TFF has been engaged on and off in Burundi, the little heart-shaped country in Africa with 8 million inhabitants, since the year 1999.â€¨â€¨
Burundi is a good, pro-peace story out of Africa, in the wake of war and genocide. Nevertheless, the world over, neighbouring Rwanda has received most of the attention and every year the genocide there is commemorated. The documentaries, history books, Hollywood movies and novels are about Rwanda. Rwanda's leadership is authoritarian and the country remains involved in violence in Congo. Yet, it still receives substantial development aid and investments.
Bussuro in the outskirts of the capital, Bujumbura
Remembering genocides is one very important means of ensuring that these tragic events do not happen again, of course. So those who know Burundi could ask themselves: Why never a word about Burundi? In the genocide there in the 1990s, at least 300,000 were killed; isn't that worthy of commemoration in the media?
Rwanda and Burundi used to be one country, their ethnic composition is identical, the political violence displays the same dynamics. The difference is that in the genocide in Rwanda about 3 times more people were killed. â€¨â€¨However, there is another, more positive, significant difference, namely, that Burundi, since the Arusha Peace Accords of 2000, against all odds and most expert predictions, has moved quite far down the road of reconciliation towards peace, albeit not yet a stabilized peace.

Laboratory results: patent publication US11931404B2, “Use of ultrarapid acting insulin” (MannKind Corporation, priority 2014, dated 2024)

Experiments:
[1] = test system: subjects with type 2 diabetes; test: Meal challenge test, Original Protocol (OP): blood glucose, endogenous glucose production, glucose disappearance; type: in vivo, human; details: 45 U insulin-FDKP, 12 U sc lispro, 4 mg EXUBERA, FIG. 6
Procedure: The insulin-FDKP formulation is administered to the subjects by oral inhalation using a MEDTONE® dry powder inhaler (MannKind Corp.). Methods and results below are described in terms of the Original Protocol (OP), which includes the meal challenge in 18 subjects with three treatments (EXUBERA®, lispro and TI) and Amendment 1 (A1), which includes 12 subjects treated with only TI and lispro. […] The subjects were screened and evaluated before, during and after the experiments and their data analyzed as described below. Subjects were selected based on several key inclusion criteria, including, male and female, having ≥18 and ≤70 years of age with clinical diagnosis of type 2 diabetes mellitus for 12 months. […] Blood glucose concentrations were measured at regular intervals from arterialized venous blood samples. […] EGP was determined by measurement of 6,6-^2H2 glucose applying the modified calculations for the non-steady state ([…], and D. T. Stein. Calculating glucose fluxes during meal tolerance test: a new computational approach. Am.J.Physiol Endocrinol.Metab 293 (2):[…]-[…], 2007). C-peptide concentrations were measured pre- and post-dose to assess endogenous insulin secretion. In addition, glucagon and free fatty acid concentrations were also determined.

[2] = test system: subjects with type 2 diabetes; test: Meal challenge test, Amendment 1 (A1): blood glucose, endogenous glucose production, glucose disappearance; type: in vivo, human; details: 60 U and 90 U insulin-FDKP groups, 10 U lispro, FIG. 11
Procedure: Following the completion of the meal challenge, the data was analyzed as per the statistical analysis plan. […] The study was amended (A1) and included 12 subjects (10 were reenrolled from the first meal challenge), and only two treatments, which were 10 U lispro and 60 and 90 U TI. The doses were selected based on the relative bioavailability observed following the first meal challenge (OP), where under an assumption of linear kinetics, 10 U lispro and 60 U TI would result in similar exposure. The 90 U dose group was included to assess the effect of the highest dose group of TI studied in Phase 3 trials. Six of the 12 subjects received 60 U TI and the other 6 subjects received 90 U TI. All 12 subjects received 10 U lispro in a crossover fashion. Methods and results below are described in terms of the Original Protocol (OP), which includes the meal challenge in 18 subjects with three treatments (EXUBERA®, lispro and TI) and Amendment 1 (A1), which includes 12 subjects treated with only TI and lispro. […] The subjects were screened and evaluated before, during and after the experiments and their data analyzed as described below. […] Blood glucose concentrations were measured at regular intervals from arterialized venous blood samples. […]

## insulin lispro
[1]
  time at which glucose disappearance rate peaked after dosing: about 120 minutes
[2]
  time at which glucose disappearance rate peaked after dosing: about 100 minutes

Hutus and Tutsis live much better together in Burundi than ethnic groups do in Bosnia and Kosovo, for example.
â€¨â€¨Apart from an excellent but very small United Nation mission, the international so-called community's
efforts to help Burundi to consolidate peace has been woefully inadequate. Burundi consistently receives less than 50% of the requests it makes for international aid; although the sums sought are tiny compared to what is given to bigger neighbours or squandered on wars. The annual per capita income in Burundi remains around US$150, which makes it the third poorest country on earth.
It's all about their future, isn't it?
There is still a lot to do to consolidate peace in Burundi: corruption is rampant at all levels and periodically there is quite some instability. One armed movement, now based in Congo, continues to spread fear and hatred inside Burundi; it's the only non-signatory of the Arusha Peace Accords out of 17 armed movements that took part in the negotiations.
Today, the government is increasingly clamping down on people in the NGO community, human rights movements, media and on opposition politicians - some are arrested, other chased and killed. â€¨â€¨
In this amazingly beautiful country, the land/people ratio remains frightening. If there is one single issue that could make the whole country blow up again, it is land.
The huge majority of Burundians are peasants that live on what can be produced up and down the 'collines' - hilly landscape - and sold at the local markets. A great majority of the people live by cultivating their small plots, and the only significant export products are coffee, tea and bananas. So land is extremely important for the consolidation of peace as well as for the satisfaction of basic human needs and overall economic development.â€¨
Jules, student, Bujumbura